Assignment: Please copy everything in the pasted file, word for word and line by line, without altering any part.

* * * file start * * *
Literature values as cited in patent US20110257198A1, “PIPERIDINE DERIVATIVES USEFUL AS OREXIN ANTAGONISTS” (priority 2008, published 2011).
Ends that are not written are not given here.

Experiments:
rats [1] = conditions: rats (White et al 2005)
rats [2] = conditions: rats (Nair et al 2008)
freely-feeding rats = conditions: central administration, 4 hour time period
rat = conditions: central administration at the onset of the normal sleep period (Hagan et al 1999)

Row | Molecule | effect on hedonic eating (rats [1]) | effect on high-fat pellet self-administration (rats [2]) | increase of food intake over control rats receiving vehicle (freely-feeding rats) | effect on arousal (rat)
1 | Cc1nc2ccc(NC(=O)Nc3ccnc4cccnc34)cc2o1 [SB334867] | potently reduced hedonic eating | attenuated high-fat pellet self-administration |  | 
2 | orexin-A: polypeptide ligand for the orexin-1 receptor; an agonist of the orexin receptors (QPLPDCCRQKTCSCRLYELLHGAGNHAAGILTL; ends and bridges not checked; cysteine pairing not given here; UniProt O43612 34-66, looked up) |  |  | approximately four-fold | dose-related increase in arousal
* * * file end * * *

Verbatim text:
Literature values as cited in patent US20110257198A1, “PIPERIDINE DERIVATIVES USEFUL AS OREXIN ANTAGONISTS” (priority 2008, published 2011).
Ends that are not written are not given here.

Experiments:
rats [1] = conditions: rats (White et al 2005)
rats [2] = conditions: rats (Nair et al 2008)
freely-feeding rats = conditions: central administration, 4 hour time period
rat = conditions: central administration at the onset of the normal sleep period (Hagan et al 1999)

Row | Molecule | effect on hedonic eating (rats [1]) | effect on high-fat pellet self-administration (rats [2]) | increase of food intake over control rats receiving vehicle (freely-feeding rats) | effect on arousal (rat)
1 | Cc1nc2ccc(NC(=O)Nc3ccnc4cccnc34)cc2o1 [SB334867] | potently reduced hedonic eating | attenuated high-fat pellet self-administration |  | 
2 | orexin-A: polypeptide ligand for the orexin-1 receptor; an agonist of the orexin receptors (QPLPDCCRQKTCSCRLYELLHGAGNHAAGILTL; ends and bridges not checked; cysteine pairing not given here; UniProt O43612 34-66, looked up) |  |  | approximately four-fold | dose-related increase in arousal